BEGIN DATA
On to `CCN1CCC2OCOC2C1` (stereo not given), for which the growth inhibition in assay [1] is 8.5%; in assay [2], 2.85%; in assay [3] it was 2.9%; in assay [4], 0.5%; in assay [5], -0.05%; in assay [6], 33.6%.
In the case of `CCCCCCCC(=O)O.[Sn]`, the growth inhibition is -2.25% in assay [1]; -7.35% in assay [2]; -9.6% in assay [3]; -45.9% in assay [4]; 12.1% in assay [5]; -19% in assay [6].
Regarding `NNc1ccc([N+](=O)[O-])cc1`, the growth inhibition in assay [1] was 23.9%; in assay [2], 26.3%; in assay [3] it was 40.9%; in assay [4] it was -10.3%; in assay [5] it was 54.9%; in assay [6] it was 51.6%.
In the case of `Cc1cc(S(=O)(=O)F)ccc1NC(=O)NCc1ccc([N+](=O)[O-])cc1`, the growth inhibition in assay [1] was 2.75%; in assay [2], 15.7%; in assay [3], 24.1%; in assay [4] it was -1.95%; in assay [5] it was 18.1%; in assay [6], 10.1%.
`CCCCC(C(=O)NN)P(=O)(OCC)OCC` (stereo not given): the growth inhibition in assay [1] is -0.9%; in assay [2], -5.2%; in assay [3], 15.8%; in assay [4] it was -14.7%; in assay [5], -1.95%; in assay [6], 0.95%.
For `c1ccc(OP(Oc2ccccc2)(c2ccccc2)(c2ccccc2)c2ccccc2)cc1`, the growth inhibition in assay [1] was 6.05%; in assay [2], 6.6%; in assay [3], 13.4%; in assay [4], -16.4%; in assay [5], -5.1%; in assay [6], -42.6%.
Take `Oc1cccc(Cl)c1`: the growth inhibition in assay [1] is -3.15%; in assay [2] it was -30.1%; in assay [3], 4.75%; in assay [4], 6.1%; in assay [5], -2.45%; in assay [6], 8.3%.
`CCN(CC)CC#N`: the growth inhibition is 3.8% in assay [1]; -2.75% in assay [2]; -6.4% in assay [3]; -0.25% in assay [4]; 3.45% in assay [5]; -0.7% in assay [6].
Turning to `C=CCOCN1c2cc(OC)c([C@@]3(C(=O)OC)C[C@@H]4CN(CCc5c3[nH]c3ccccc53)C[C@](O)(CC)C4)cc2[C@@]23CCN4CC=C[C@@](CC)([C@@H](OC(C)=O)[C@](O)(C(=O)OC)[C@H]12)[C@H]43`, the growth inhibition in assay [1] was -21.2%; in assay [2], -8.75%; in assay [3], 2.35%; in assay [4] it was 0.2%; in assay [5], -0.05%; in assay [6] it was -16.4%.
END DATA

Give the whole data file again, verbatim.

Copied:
On to `CCN1CCC2OCOC2C1` (stereo not given), for which the growth inhibition in assay [1] is 8.5%; in assay [2], 2.85%; in assay [3] it was 2.9%; in assay [4], 0.5%; in assay [5], -0.05%; in assay [6], 33.6%.
In the case of `CCCCCCCC(=O)O.[Sn]`, the growth inhibition is -2.25% in assay [1]; -7.35% in assay [2]; -9.6% in assay [3]; -45.9% in assay [4]; 12.1% in assay [5]; -19% in assay [6].
Regarding `NNc1ccc([N+](=O)[O-])cc1`, the growth inhibition in assay [1] was 23.9%; in assay [2], 26.3%; in assay [3] it was 40.9%; in assay [4] it was -10.3%; in assay [5] it was 54.9%; in assay [6] it was 51.6%.
In the case of `Cc1cc(S(=O)(=O)F)ccc1NC(=O)NCc1ccc([N+](=O)[O-])cc1`, the growth inhibition in assay [1] was 2.75%; in assay [2], 15.7%; in assay [3], 24.1%; in assay [4] it was -1.95%; in assay [5] it was 18.1%; in assay [6], 10.1%.
`CCCCC(C(=O)NN)P(=O)(OCC)OCC` (stereo not given): the growth inhibition in assay [1] is -0.9%; in assay [2], -5.2%; in assay [3], 15.8%; in assay [4] it was -14.7%; in assay [5], -1.95%; in assay [6], 0.95%.
For `c1ccc(OP(Oc2ccccc2)(c2ccccc2)(c2ccccc2)c2ccccc2)cc1`, the growth inhibition in assay [1] was 6.05%; in assay [2], 6.6%; in assay [3], 13.4%; in assay [4], -16.4%; in assay [5], -5.1%; in assay [6], -42.6%.
Take `Oc1cccc(Cl)c1`: the growth inhibition in assay [1] is -3.15%; in assay [2] it was -30.1%; in assay [3], 4.75%; in assay [4], 6.1%; in assay [5], -2.45%; in assay [6], 8.3%.
`CCN(CC)CC#N`: the growth inhibition is 3.8% in assay [1]; -2.75% in assay [2]; -6.4% in assay [3]; -0.25% in assay [4]; 3.45% in assay [5]; -0.7% in assay [6].
Turning to `C=CCOCN1c2cc(OC)c([C@@]3(C(=O)OC)C[C@@H]4CN(CCc5c3[nH]c3ccccc53)C[C@](O)(CC)C4)cc2[C@@]23CCN4CC=C[C@@](CC)([C@@H](OC(C)=O)[C@](O)(C(=O)OC)[C@H]12)[C@H]43`, the growth inhibition in assay [1] was -21.2%; in assay [2], -8.75%; in assay [3], 2.35%; in assay [4] it was 0.2%; in assay [5], -0.05%; in assay [6] it was -16.4%.